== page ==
Guideline 1. You must be largely unfamiliar with the music and culture at the event that you attend. While it is sometimes difficult to find events in town that you are unfamiliar with, I guarantee that it is possible! In order for the event to be eligible, you must be unfamiliar with two out of three of the following characteristics:
- The culture performing the event
- The style of music and/or the method of musical production
- The venue/space in which the event is performed
If you feel that you are not enough of a cultural outsider to the event, consider whether or not the musicians are redefining music or pushing boundaries and cultural expectations. What happens when experimental computer-based music is performed on a street corner rather than a concert hall? Are there ways we can understand Poetry Slams as music? What happens when Beethoven is sampled and mixed by a deejay, and then performed at a sporting event? Be creative and feel free to push the boundaries of what you consider to be music.
You will be asked to explore your emic/etic relationship to the event in your research proposal. Your goal is to convince me of your “outsider” status, as being a cultural “outsider” will enable you to make more nuanced observations and will ultimately influence the quality of your Field Note Report and Analytical Paper.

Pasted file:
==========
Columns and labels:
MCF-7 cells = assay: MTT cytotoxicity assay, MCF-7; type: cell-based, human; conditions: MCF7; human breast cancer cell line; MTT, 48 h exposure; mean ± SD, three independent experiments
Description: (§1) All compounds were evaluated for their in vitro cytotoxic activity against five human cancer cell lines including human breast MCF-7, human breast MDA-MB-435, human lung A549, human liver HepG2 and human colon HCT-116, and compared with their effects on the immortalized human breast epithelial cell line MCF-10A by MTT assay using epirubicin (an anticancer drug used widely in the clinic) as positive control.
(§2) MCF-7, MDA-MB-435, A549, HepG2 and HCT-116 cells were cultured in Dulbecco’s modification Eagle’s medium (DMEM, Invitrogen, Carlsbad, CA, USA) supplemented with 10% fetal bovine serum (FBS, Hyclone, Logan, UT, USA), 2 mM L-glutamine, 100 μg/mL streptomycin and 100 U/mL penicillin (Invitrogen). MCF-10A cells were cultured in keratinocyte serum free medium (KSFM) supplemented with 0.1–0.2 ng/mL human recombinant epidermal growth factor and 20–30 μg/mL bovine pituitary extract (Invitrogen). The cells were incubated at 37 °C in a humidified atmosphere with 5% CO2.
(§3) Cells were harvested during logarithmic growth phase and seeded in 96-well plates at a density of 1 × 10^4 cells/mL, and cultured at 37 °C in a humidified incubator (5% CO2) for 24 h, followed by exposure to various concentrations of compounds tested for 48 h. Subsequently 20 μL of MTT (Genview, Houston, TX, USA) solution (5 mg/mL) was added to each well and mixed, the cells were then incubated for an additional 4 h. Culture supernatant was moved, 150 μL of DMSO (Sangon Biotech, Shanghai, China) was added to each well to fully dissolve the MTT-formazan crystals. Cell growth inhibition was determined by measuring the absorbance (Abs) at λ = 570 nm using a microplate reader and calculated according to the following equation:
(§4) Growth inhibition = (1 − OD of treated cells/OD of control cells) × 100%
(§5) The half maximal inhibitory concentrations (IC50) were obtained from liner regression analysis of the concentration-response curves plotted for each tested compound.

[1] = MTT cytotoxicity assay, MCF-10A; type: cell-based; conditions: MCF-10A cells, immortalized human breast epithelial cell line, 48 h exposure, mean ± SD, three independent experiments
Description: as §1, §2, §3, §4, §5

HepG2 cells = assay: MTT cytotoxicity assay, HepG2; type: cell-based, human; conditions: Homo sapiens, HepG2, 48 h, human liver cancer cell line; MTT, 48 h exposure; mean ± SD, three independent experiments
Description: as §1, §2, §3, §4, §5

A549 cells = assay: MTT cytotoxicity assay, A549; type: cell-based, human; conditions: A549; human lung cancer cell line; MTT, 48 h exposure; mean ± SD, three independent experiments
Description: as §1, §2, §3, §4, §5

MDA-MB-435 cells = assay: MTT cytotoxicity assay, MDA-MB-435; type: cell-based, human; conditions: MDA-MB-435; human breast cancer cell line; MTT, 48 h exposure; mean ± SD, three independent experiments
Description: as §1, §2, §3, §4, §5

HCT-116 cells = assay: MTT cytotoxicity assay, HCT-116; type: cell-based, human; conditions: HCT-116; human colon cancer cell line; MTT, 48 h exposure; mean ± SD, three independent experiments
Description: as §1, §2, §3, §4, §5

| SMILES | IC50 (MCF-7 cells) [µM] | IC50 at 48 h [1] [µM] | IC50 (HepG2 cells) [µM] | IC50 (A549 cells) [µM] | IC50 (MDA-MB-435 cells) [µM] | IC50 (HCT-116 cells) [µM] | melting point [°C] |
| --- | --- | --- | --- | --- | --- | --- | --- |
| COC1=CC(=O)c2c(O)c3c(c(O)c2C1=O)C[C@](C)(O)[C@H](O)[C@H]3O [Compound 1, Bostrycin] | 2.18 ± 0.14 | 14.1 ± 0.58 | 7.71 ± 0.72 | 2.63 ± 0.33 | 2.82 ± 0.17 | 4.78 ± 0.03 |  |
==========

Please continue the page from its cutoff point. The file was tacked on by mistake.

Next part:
Guideline 2. Your event must contain “live music.” It is up to you to determine what “music” is or is not, but be prepared to support your rationale in the research proposal. When determining if the music is live, consider the following:
- Either the vocal and/or instrumental sound featured at the event is created by a person that is physically present at the event
- Or the music performed at the event is pre-recorded and:
- The recording is manipulated by a DJ through sampling, scratching, or rapping
- The recording is played by a DJ in direct dialogue with dancers in a dance tradition that is clearly outside of your cultural tradition
- The recording was programmed by a human composer and is performed by a computer or contains an otherwise interactive and performative relationship between computer and human.